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Critical Illness: MetLife Finds Holes in Family Safety Nets

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About 36% of U.S. full-time workers say they have less than $1,000 in savings – and 8% say they are not sure how much they have.

A unit of MetLife Inc., New York (NYSE:MET), has published those statistics in a summary of results from a recent survey of 1,000 U.S. residents ages 25 to 55, including 508 full-time employees.

MetLife also commissioned a related survey of 1,002 U.S. residents ages 25 to 55 affected by cancer, a heart attack or stroke between 6 months and 5 years before the survey. The survey participant or spouse had to be the patient, and the patient had to have health insurance at the time of diagnosis.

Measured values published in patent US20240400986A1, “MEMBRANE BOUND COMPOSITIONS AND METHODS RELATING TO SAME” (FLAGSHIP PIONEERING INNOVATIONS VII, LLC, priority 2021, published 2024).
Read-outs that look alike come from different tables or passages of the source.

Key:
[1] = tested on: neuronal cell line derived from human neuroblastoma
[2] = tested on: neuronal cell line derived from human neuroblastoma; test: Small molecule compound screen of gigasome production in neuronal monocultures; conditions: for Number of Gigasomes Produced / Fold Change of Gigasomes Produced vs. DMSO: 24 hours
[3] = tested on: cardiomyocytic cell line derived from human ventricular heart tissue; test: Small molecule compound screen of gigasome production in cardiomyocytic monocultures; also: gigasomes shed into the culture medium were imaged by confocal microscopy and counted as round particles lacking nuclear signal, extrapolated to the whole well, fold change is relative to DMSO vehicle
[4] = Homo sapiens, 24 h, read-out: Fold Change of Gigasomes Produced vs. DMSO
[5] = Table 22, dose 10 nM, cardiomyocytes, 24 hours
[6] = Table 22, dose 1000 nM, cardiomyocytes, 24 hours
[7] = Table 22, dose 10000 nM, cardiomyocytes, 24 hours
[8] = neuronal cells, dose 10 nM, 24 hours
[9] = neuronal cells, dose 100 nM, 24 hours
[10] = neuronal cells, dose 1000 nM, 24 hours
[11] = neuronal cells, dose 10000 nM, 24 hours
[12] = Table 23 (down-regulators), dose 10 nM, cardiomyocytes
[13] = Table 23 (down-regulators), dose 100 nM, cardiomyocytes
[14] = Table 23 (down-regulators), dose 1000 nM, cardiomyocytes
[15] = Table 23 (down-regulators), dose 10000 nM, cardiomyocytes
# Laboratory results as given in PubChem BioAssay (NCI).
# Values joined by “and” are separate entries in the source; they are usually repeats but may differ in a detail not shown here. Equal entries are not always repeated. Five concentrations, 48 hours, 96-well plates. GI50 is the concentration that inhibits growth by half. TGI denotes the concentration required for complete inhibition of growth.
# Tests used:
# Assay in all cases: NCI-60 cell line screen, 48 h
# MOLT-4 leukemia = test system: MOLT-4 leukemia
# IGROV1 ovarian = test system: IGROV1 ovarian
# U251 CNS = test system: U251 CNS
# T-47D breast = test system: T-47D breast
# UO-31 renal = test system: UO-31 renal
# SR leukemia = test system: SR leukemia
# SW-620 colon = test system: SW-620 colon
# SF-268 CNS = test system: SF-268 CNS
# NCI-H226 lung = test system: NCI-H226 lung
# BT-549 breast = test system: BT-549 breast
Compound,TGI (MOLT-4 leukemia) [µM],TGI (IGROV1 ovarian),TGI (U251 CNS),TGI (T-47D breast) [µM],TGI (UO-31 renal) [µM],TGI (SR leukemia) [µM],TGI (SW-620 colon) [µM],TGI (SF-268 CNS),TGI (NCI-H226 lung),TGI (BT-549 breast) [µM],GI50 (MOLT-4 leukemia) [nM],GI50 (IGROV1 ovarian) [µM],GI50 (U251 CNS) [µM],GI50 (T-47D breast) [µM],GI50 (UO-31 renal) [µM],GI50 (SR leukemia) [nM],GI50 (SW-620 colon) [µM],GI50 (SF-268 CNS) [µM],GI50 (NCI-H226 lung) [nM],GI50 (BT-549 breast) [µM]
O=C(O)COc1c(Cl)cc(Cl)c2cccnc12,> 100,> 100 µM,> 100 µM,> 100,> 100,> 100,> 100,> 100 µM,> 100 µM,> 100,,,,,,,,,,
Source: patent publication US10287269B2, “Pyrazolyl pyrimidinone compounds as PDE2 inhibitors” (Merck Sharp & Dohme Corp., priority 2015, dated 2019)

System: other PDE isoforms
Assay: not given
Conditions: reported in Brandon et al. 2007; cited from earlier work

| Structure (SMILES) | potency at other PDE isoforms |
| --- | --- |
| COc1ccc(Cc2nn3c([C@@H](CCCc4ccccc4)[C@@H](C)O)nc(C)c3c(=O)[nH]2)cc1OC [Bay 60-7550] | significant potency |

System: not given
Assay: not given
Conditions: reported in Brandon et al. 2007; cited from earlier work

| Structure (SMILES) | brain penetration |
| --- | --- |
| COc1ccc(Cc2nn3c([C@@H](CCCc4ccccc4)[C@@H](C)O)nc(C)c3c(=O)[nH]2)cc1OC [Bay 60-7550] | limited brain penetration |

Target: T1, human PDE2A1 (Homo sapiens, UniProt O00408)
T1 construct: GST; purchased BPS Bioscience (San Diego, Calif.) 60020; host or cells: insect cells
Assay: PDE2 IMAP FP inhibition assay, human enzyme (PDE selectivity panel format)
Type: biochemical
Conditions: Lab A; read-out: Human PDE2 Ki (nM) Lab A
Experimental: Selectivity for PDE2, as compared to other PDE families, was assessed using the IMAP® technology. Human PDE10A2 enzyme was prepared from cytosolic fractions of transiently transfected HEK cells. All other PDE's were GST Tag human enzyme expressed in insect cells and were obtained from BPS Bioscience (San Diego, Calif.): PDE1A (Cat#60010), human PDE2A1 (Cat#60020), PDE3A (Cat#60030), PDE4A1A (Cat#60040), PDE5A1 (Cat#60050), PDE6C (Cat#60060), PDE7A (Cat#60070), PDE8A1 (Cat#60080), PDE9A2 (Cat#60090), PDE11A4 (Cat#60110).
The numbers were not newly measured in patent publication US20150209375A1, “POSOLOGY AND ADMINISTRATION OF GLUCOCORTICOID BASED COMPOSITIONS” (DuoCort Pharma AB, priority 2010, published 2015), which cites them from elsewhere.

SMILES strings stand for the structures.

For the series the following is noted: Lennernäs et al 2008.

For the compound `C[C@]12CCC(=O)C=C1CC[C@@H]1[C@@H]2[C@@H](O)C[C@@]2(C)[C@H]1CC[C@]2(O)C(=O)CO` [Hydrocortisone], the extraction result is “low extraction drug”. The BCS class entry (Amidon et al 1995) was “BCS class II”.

MetLife found that participants affected by a critical illness lost $12,000 in family income during the first year after the illness hit and faced an average of $3,000 in out-of-pocket medical costs related to the illness.

MetLife also found that participants in the general survey are poorly prepared to handle a critical illness without help from critical illness insurance.

About 18% said they have no emergency savings, and another 18% said they have just $1 to $999 in emergency savings.

About 24% said they would have to borrow from friends and relatives to cope with the effects of a serious illness, and 24% said they have no idea how they would cope.

Few of the full-time workers knew what critical illness insurance is, but, once the product concept was explained, 58% said they would be interested in buying the product.



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